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Bowen Plantation House

Circa 1787, the Bowen House is truly a Tennessee treasure.  Captain William Bowen was awarded land grants for military services during the Revolutionary War. He and his wife, Mary, brought four young children to the frontier, and soon Captain Bowen and Mary had ten children.  Through his hard work and own ambitions, Bowen became prosperous in the new settlement and eventually owned over 4,000 acres.  William Bowen died in 1804, and Mary died in 1827.  The house was then occupied by their son, William Russell Bowen, until it was sold in 1835.

Bowen House Restoration

 
After being sold out of the family, the Bowen house went through a series of ownerships and was used as a tenant house until approximately 1960.  After that time it was abandoned due to its deplorable condition.  In 1975 the Goodlettsville American Revolution Bicentennial Commission decided to restore the Bowen plantation house. A committee was formed (The Bowen-Campbell House Association) to carry out the project that was funded with federal and state grants along with private donations.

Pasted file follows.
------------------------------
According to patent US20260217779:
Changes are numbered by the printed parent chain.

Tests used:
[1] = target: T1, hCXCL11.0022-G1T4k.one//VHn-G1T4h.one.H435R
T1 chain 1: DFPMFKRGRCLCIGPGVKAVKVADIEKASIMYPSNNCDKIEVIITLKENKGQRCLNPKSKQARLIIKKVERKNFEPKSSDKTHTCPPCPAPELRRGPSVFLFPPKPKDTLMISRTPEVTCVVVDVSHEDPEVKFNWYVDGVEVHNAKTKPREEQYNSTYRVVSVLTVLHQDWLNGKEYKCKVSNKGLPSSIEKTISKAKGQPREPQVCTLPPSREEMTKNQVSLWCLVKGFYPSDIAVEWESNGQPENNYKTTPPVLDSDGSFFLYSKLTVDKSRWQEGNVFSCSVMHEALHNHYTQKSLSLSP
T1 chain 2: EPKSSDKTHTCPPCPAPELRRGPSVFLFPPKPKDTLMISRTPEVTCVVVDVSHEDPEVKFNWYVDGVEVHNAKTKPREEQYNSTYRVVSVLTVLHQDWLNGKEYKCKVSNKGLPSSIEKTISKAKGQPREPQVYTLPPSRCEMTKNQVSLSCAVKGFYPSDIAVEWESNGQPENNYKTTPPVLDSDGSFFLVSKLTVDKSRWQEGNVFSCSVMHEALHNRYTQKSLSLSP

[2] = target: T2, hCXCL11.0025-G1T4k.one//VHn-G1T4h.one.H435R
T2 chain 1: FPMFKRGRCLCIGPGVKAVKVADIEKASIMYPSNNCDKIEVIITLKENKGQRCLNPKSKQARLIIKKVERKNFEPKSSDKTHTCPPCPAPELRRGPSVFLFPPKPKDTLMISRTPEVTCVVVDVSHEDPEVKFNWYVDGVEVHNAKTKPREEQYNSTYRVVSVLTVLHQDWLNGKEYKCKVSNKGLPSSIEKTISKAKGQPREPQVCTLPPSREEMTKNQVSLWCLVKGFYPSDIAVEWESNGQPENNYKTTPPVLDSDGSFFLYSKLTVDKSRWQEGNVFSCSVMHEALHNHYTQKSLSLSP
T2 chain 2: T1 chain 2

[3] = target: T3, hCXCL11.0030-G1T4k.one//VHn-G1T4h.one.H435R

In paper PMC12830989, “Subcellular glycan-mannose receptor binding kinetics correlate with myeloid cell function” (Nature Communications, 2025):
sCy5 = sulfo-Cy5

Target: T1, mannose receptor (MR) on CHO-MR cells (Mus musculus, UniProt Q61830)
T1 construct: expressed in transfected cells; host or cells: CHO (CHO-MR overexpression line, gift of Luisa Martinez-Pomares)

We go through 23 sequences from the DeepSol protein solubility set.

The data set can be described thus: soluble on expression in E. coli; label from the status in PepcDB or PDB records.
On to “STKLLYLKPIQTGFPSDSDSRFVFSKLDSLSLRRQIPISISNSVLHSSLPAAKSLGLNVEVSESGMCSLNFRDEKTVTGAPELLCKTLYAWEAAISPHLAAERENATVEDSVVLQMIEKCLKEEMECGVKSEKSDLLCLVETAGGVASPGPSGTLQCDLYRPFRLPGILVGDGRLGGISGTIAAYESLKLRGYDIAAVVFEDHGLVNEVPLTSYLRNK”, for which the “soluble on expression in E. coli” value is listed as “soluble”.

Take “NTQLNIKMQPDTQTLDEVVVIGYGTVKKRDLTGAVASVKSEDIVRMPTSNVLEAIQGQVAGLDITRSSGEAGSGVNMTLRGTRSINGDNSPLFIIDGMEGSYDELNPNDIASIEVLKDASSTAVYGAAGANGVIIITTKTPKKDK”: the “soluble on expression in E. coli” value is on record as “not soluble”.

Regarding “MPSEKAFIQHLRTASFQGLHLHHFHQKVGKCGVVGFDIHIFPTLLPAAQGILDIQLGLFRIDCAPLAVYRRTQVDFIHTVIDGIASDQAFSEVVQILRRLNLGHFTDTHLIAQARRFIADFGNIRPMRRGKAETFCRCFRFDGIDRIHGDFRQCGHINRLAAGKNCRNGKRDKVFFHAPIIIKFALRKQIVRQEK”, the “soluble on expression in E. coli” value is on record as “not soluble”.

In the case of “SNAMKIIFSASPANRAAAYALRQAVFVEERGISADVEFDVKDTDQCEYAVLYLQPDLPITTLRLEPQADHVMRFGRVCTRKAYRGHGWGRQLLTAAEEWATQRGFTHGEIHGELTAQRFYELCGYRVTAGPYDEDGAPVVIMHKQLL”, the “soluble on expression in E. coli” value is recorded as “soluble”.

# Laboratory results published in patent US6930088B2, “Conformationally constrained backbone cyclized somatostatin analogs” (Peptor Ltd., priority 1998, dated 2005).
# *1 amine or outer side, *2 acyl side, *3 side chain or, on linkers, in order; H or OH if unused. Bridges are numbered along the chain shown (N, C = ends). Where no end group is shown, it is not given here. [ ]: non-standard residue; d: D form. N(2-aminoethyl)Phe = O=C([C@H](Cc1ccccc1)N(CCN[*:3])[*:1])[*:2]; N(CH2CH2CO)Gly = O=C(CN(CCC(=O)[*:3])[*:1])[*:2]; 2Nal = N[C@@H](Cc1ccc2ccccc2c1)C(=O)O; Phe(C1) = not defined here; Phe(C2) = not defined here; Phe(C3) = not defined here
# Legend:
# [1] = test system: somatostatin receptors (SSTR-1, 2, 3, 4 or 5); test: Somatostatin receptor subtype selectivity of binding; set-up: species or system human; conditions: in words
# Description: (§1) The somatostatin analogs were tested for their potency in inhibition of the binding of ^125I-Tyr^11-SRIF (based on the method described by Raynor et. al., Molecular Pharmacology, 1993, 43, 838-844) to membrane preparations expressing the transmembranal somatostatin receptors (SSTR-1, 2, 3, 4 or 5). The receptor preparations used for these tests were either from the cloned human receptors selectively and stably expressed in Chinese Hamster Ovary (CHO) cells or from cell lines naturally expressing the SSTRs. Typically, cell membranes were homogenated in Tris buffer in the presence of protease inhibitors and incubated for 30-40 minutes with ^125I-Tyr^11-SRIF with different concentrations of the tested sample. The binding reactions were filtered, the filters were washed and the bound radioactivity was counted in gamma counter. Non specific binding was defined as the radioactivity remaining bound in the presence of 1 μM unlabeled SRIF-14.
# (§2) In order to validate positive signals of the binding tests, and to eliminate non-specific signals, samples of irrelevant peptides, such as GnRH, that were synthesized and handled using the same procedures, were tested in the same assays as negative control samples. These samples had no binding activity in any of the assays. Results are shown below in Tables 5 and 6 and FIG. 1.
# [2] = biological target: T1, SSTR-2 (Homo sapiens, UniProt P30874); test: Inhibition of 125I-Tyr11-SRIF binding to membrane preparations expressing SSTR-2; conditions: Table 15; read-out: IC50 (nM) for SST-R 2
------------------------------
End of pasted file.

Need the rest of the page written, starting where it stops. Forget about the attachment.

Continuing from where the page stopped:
During the restoration process, any materials salvageable were restored and reinstalled. Today, about 70 percent of the woodwork is original. Almost all of the floorboards are original. All of the exterior doors were restored and one door still retains the original lock. The house was opened for tours in 1980. 

*To learn more regarding the preservation of the Bowen House, visit our museum which contains photographs of the home before the restoration.